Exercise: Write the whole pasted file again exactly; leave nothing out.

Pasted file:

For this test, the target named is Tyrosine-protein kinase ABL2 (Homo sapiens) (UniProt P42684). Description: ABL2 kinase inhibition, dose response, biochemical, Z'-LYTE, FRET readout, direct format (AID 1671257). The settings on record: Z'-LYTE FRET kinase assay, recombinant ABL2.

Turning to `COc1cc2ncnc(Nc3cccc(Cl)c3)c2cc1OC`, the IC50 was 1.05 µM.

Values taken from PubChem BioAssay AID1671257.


For this test, the target named is Tyrosine-protein kinase ABL2 (Homo sapiens) (UniProt P42684). Description: ABL2 kinase inhibition, dose response, biochemical, Z'-LYTE, FRET readout, direct format (AID 1671257). The settings on record: Z'-LYTE FRET kinase assay, recombinant ABL2.

Turning to `COc1cc2ncnc(Nc3cccc(Cl)c3)c2cc1OC`, the IC50 was 1.05 µM.

Values taken from PubChem BioAssay AID1671257.